Why spend 10 grand to send someone to Afghanistan? How stupid, when there are thousands of people there already. Someone knows someone there who can write about it – for free – or at least the cost of a phone call.

    It’s laughable to think that papers would go OFF the internet. There is value there if they can learn to use it wisely. (And the previous commenter is right – then they would merely cut their throats quicker) Just because they have to change, doesn’t mean they have to die.

    But they are going to be minimized by the new shift. Lots of people, including Ted, don’t like that.

    It’s understandable – and inevitable.

    Sorry Ted.

  10. Benjamin Melançon Says:

    Viewing the market as the only approach really makes all the options bad, when it comes to rewarding ideas:

  11. Marion Delgado Says:

    As someone who’s spent much of his adult life in the news biz (print and radio, dailies and weeklies) and has moved on to a position doing nothing but online stuff for a print daily, I agree with much of the thrust of your op-ed viscerally, but I think it’s not workable. Ironically, when our paper was trying to consolidate and plan ahead in 2000 to increase circulation (we failed), I was sounding the alarm about all this. I had people call me (the webmaster) and say they were canceling the paper – literally – because they could now read it online. (I insisted we not at least put the frills like TV and comics on line ever or make them easily accessible).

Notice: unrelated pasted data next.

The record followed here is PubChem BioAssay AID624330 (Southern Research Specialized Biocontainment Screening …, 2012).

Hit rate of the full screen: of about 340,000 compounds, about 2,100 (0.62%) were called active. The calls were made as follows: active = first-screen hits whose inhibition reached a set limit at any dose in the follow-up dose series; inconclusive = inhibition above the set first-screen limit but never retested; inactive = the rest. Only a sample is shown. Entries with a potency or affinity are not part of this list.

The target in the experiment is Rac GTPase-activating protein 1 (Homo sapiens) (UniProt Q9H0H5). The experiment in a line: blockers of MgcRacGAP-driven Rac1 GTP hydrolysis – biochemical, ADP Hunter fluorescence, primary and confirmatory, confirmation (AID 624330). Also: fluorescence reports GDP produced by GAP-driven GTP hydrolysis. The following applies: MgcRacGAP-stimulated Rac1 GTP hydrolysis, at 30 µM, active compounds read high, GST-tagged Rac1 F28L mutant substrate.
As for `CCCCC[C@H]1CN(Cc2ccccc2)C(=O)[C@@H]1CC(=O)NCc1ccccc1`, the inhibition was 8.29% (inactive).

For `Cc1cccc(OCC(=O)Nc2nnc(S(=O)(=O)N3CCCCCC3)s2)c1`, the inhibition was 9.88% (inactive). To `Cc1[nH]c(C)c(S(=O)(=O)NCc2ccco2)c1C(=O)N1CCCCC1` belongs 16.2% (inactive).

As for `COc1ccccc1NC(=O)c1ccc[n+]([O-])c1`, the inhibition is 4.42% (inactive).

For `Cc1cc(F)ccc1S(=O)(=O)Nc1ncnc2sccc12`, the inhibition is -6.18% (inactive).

What I see happening, instead, is roughly this:

    1. The online world will get a partial break because newsprint keeps going up faster than the general inflation rate. The internet is simply not as pricey as brick-and-mortar, either.

    2. The online world will get another partial break because the next generations of “news consumers” are not going back to print.

    3. The online world will get yet another break from the homogenous nature of national and world news. This is partly because you’ll have a hell of a time getting rid of the wire services or making them expensive. Hence, people sick of corporate news won’t see any value in paying for Dana Milbank, Joe Klein, Mike Isikoff, or whatever other apparatchik is supposed to give them the Line of the Day on what the news is.

    Maybe, in a sense, the internet driven news will be less accurate, comprehensive, etc. but like magazines it will also be more tailored.

    4. Just as papers die in cities until one is left, they’ll probably die regionally till one is left. Those papers will have to work out a balance of costs and prices for paper and online.

    5. Free weeklies may survive longer in areas than dailies do.

    6. The news industry will get more like the music industry.

    7. Good luck copyrighting facts. Our intellectual property regime in the US is already a productivity destroying nightmare. Factual information is practically a utility already, and even capitalist die-hards acknowledge that those are natural monopolies, not really amenable to Econ 101 models for apple-pie shops. The best angle on that is how encyclopedias do it – poorly and barely, and some even resort to putting false facts strategically in their work to sting stealers.